Brutality Number 2:

But the real brutality in the music business is finding and then keeping an audience and once that audience is found, it needs to be replenished year after year as original fans drop out, so new ones need to come on board.

The biggest killer of the Eighties bands like Dokken, Kingdom Come, Anthrax, Skid Row, Yngwie Malmsteen and many others that had platinum albums is that their fan base didn’t get replenished as quickly as it was dissipating.

Seen interviews recently of some of the above artists. They are confused and wondering what the hell happened to those million plus fans who purchased some of their Eighties LP’s. They assumed that just because they sold a million records they had a million fans. They cant compute that people might have purchased their record, listened to it once and then never played it again. They cant compute that people might have purchased their record, listened to it once and then hocked it to a second hand store. And seriously how accurate are those stats anyway.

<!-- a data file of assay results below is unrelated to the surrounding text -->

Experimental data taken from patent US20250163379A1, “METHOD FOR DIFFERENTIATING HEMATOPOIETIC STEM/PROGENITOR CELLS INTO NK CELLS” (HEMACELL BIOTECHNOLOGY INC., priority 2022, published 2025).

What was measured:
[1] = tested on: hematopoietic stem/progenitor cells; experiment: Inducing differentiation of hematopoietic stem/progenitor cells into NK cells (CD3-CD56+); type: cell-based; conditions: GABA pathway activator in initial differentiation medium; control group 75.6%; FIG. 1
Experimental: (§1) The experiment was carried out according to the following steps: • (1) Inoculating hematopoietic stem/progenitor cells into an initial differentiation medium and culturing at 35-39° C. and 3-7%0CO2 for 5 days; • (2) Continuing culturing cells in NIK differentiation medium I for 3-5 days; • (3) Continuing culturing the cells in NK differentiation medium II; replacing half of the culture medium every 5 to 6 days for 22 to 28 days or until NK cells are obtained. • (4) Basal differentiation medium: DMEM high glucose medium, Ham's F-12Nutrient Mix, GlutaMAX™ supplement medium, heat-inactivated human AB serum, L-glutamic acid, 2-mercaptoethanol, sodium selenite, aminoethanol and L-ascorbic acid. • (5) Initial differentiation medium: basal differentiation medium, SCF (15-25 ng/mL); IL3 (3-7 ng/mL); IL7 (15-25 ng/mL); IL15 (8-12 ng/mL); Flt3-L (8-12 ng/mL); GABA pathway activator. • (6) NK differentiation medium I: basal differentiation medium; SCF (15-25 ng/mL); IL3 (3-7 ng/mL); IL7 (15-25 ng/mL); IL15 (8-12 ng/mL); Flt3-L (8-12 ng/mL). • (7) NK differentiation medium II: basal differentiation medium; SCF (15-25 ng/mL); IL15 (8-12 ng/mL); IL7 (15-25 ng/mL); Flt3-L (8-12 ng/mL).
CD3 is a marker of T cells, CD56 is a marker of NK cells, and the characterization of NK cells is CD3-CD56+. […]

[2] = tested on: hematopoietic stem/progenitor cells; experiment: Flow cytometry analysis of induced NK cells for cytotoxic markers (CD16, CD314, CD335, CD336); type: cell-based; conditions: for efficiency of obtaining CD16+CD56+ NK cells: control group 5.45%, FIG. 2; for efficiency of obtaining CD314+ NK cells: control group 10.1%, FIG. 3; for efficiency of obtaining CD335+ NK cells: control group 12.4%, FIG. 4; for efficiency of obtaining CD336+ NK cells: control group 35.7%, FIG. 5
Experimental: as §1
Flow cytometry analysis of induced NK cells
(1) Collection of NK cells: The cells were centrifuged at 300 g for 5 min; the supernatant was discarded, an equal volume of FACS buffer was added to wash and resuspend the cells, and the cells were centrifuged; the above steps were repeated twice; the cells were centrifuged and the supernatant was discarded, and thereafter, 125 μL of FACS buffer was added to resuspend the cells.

Soundscan metrics came in around 1991 and at least these metrics are based on sales from shops. But the fact that a large part of my metal and rock collection is from second-hand shops, well those sales don’t even rate a mention as an official sale/fan. Dokken and Malmsteen are two artists that came into my life in this fashion. Hell, Twisted Sister, Metallica, Blind Guardian, WASP and Megadeth came to me via dubbed copies of their albums on cassettes. So how does that compute as a sale/fan.

How much money do you think I have invested in those bands afterwards in merch, ticket sales and recorded music purchases? Trust me a lot.

So that is why the music business is BRUTAL towards the artists as the artists who create the music are clueless and the labels are more so, because FANS don’t just come from sales of recorded music.

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A to Z of Making It, Copyright, Music, My Stories, Piracy, Stupidity, Treating Fans Like Shit